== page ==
4. Typically the mobs are not varied enough to require players to consider a different set of 3 skills, because that would be too disruptive and slow down the pace of leveling.

When developers describe a system akin to Public Quests, they are talking about an exception. I can read between the lines: combat is normally performed by yourself, but then the game has these exceptions scattered about where you work with other players. The sad part is that very little coordination is required during the PQ, and people rarely converse. Playing alone together at its finest.

If I can look at a list of game features, and envision my entire career with the game (solo quest grind, occasional dungeon, switch class, solo to max, chase after gear and reputation), then I've already played it in another form, and thus I'm not interested in playing it again.

Friday, July 20, 2012

Uncapped PvE Content and Prestige

Spinks pointed out the irony of WoW's 10-man raids: namely that the raids are too small to sustain a guild around a 10-man raid team. Raids were reduced in player count because of logistics and accessibility concerns. Now they are so small that they cause logistics and accessibility issues. /ironic

This reminded me about uncapped PvE content. WoW used to have uncapped encounters in the form of world bosses, and it will be getting some new ones in Mists. Rifts are uncapped, as well as other forms of Public Quests. PvE content in Eve has no player count limit. Many of the original raids in EQ and FFXI were also uncapped.

It's important to note that there are no "balance scaling" mechanics in these systems. Mobs don't receive extra HP with every player at the fight. Nor does more money or gear drop depending on the raid size.

There are some advantages to unrestricted PvE encounters:
  • Bring as many friends as you want. No one has to be second string or on the bench.
  • Bring as few friends as online. You don't need to cancel the raid if one player doesn't show up, because the encounter is not necessarily attuned for X number of players.
  • Risk and Reward are inherently balanced. Larger the party, the less risk involved, but fewer payouts per person.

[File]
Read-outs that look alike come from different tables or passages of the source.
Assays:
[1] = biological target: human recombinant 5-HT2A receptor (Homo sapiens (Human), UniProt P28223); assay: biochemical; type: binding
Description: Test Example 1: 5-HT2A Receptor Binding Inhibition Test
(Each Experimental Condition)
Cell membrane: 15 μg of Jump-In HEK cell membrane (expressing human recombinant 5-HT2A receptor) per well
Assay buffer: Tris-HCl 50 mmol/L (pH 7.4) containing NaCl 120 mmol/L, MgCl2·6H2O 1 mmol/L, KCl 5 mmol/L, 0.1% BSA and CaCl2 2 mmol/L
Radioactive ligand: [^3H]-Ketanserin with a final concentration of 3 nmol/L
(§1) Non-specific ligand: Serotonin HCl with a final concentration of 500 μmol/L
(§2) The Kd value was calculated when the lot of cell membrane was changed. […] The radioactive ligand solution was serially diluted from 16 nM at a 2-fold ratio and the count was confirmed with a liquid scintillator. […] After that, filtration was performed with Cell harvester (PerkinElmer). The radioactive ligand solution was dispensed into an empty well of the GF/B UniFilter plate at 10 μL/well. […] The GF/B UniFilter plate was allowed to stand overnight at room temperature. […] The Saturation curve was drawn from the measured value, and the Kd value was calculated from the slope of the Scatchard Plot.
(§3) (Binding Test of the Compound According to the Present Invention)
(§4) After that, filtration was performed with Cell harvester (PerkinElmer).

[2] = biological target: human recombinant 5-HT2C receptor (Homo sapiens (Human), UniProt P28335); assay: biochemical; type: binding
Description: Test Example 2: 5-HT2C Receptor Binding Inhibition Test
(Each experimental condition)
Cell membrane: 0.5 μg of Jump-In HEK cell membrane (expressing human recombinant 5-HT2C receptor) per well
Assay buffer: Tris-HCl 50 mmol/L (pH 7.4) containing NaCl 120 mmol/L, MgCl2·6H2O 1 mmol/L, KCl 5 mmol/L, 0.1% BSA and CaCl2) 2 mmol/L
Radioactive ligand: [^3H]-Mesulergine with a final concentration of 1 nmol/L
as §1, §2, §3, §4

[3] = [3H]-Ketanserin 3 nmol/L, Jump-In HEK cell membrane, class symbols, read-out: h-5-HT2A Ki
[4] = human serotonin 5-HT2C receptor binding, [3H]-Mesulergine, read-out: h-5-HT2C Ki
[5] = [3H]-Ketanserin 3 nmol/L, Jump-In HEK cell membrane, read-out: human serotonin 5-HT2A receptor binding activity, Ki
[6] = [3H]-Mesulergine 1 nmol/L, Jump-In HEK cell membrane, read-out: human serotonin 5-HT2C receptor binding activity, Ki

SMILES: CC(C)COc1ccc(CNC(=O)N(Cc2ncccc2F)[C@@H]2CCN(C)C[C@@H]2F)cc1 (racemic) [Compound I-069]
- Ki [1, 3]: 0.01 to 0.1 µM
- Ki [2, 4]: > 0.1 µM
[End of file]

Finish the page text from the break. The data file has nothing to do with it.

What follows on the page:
• Challenge is self-ordained. Make the fight as easy or hard as you want.
  • Pick-up-groups could do any content. ++Accessibility
I see four reasons that players raid:
  1. Story/Content
  2. Power (e.g. character progression, money, gear)
  3. Challenge
  4. Prestige
Players interested in fulfilling the needs of Story, Power, and Challenge will have their needs met by the uncapped system. Players can easily experience any content they wish; they simply need to bring enough bodies. They can toy with risk and reward to modify the power payouts. And they can adjust the difficulty by inviting a different number of raiders.

Those seeking Prestige, however, will not be happy with an uncapped raid. If the encounter were a signal of prestige, and because of its challenge or accessibility, predicates that the access or completion of the content is rare, then Prestige players would want as few people in that elite club as possible. The scarcer the resource, then the more valuable it is deemed. The rarer the achievement, then the more distinction it bears. 

Some times there is confusion regarding the difference between Prestige and Challenge. Prestige certainly can and often does derive from Challenge. If a task is difficult, then fewer people are capable of completing it, thus making the success rarer. But Prestige can come from a time commitment: e.g. level 99 in Diablo 2. If everyone were dedicated enough to reach level 99, it would not be prestigious (like level 85 in WoW).

The Achievements you unlock, the gear you wear, and the stories you tell are trophies that signal your prestige. The more people with those trophies, then the less special they are. But the players seeking content, money, and challenge will all be having fun.

From a development and design perspective, less time needs to be allocated to meticulously balance and rebalance fights. Obviously the encounter payouts need to be in line with other content so that players have an actual choice. But there is no need for a scheduled nerfing or complex algorithms that adjust the difficulty based on the number of players. Let us decide our level of risk, reward, and challenge.